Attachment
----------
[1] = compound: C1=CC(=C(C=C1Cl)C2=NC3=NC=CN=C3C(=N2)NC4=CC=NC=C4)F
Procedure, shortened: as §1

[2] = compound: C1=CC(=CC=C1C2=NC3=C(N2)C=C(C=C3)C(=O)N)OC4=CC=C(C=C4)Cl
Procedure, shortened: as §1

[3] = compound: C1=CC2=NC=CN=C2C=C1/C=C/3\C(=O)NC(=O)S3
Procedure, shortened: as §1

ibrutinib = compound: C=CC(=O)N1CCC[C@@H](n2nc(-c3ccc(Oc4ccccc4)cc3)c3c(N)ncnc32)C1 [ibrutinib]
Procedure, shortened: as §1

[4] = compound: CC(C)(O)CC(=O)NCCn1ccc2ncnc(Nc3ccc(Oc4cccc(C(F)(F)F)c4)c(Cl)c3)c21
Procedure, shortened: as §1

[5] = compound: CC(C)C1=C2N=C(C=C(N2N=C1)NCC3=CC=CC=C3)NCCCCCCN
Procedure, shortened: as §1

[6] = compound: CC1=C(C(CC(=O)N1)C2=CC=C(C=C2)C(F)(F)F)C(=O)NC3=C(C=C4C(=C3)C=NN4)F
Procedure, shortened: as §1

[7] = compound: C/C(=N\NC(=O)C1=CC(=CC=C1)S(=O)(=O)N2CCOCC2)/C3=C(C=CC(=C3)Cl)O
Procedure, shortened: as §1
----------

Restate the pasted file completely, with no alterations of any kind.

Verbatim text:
[1] = compound: C1=CC(=C(C=C1Cl)C2=NC3=NC=CN=C3C(=N2)NC4=CC=NC=C4)F
Procedure, shortened: as §1

[2] = compound: C1=CC(=CC=C1C2=NC3=C(N2)C=C(C=C3)C(=O)N)OC4=CC=C(C=C4)Cl
Procedure, shortened: as §1

[3] = compound: C1=CC2=NC=CN=C2C=C1/C=C/3\C(=O)NC(=O)S3
Procedure, shortened: as §1

ibrutinib = compound: C=CC(=O)N1CCC[C@@H](n2nc(-c3ccc(Oc4ccccc4)cc3)c3c(N)ncnc32)C1 [ibrutinib]
Procedure, shortened: as §1

[4] = compound: CC(C)(O)CC(=O)NCCn1ccc2ncnc(Nc3ccc(Oc4cccc(C(F)(F)F)c4)c(Cl)c3)c21
Procedure, shortened: as §1

[5] = compound: CC(C)C1=C2N=C(C=C(N2N=C1)NCC3=CC=CC=C3)NCCCCCCN
Procedure, shortened: as §1

[6] = compound: CC1=C(C(CC(=O)N1)C2=CC=C(C=C2)C(F)(F)F)C(=O)NC3=C(C=C4C(=C3)C=NN4)F
Procedure, shortened: as §1

[7] = compound: C/C(=N\NC(=O)C1=CC(=CC=C1)S(=O)(=O)N2CCOCC2)/C3=C(C=CC(=C3)Cl)O
Procedure, shortened: as §1